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In The Art of Teaching Writing, Lucy McCormick Calkins talks about making poetry anthologies throughout each year with students. They can be organized by a variety of categories, e.g., themes and authors and environments, and they can be reorganized depending on mood, desired adjustments, etc. The idea is that making meaningful collections full of things we love and resonate with builds, or adds layers (or removes), to what is inside of us- the deep rich stuff.

Pinterest is the modern anthology. Today we have access to more in the world through the Internet: it’s our ship to wherever we want to go. We can track our adventures, gather ideas and knowledge, and go over it and filter it and share it through a digital board.

Making Pinterest boards, in some way, with students, would be wonderful. Poetry could be a section, as well as other teacher and student selected categories. Love it.

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This video is a few years old, but I want to post it because there are so many ways this piece could be integrated into curriculums. It’s a springboard for deep questioning-

Cut 1998

Thanks to a lovely conversation with a teacher at The Renaissance Charter School in NYC, I am now growing familiar with the amazing work of Kara Walker. I love shadow and silhouette work, and Walker is quite the master at projecting both. Her work is full of energy, history, and story- I am looking forward to studying it more, and hopefully integrating her work into curriculum designs.

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I was thrown off balance when a Head of Middle School showed me a neatly laminated 3′ x 2′ poster that may or may not have been titled “The Writing Process” and asked me for my thoughts. The reason I forget is significant: the poster was forgettable- not the least bit sticky. Well I lied, I remember the green border and the green tiger separated with its own palatial blank white territory. They had nothing to do with the writing process.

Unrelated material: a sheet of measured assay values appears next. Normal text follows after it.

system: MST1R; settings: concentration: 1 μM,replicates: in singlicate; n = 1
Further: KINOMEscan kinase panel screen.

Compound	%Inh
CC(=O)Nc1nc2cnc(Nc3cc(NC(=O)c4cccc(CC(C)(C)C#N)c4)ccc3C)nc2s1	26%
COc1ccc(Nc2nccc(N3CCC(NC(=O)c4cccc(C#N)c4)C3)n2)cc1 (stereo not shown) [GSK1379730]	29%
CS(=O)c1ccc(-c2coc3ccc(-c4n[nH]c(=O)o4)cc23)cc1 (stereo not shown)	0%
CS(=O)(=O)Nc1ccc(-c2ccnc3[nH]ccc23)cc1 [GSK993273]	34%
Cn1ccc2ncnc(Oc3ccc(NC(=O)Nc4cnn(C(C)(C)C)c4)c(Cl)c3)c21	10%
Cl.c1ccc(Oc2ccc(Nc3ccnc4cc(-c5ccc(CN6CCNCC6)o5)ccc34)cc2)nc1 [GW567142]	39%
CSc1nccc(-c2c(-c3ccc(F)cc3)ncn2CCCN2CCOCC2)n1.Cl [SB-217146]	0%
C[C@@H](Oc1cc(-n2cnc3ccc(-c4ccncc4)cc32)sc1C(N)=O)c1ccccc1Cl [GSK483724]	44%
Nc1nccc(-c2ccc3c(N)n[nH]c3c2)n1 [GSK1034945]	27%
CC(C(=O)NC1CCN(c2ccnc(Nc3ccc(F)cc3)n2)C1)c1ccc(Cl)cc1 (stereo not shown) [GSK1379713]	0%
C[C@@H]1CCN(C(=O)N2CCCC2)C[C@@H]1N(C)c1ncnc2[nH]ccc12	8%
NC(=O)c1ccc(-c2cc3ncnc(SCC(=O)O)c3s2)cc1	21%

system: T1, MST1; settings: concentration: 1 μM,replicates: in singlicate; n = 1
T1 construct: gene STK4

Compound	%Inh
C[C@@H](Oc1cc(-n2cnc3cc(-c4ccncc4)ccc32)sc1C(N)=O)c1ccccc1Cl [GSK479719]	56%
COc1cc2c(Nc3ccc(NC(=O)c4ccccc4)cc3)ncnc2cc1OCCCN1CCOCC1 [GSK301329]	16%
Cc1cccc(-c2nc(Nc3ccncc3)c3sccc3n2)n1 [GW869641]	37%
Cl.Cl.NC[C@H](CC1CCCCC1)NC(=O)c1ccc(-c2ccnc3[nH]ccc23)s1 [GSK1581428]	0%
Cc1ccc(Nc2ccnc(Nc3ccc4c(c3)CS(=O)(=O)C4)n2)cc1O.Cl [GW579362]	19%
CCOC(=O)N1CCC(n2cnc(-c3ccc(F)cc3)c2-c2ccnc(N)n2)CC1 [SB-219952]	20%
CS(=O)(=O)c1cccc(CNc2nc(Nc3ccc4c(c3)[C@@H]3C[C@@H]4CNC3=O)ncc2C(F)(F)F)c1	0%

He said the school was standardizing the writing process and would be hanging these posters in all the classrooms. I’m not sure who designed the poster, but I don’t think it was a writer. My mind streamed with improvements that could be made-

Problems with the Poster

  • There are not always  5 steps (brainstorm, outline, draft, edit, final composition) in the writing process
  • People use different processes
  • The process is not linear and neat like a list
  • Lacked relevant and inspiring visuals
  • Font all the same style and color, nothing pops
  • A poster does not teach a person to write
  • It wasn’t student-centered and created

Improvements

  • Create a project for students, perhaps a unit “Writing Processes”
  • Students research writing processes, e.g., writing processes used by favorite or notable author; writing processes used by self and friends; improvements they would make, and present to class and perhaps school
  • Create a board in the classroom for Writing Tools and Processes, students can post and organize ideas
  • Address the writing processes they used for this project and how they figured out how to do it, e.g., trial and error, experience, tips, Internet, books, teacher, friends, parents

I heard the band Pomplamoose perform on NPR this weekend. They are a d0-it-yourself-band, i.e., not signed by a record label. While some of their songs are covered, many are original and quite good. The two band members play multiple musical instruments and it’s WYSIWYG. “There’s no hidden sounds, there’s no lip-synching, there’s no overdubbing. What you see is what you hear,” Conte says. “Sometimes, there might be two or three Natalys harmonizing with herself, and then you’ll see those three videos juxtaposed together on the screen.'”

“I guess I kinda don’t like how there’s such a pedestal for music culture and especially for band culture,” he says. “It just feels fake; it feels like smoke and mirrors. I feel like music doesn’t have to be like that. It can be something that’s very normal and very accessible.”

“Pomplamoose: Making a Living on YouTube”

Great musicians. Good article.

This song and video are wonderful. uplifting. insightful. life-

Céleste Boursier-Mougenot created this installation art piece for The Curve, a series at the Barbican Centre in London that exhibits site-specific art. This piece features a walk-through aviary with grass, little ponds, Zebra Finches, and an electric guitar. The birds land on the strings, jump around, and play with sticks on them- and sound is produced.

Zed Nelson, a British photo journalist, traveled the world and took pictures of people who morph and mutilate their bodies to become physically beautiful.

“Bodies Altered in Pursuit of Beauty” by Nadia Sussman covers the book in The New York Times. Sussman quotes Nelson, “‘Globalization hasn’t just given us Starbucks in Beijing and shopping malls in Africa…It is also creating an eerily homogenized look.’”

 

This piece comes with instructions on how to melt and shape.

“set my peeps free-” Froot Smoothie

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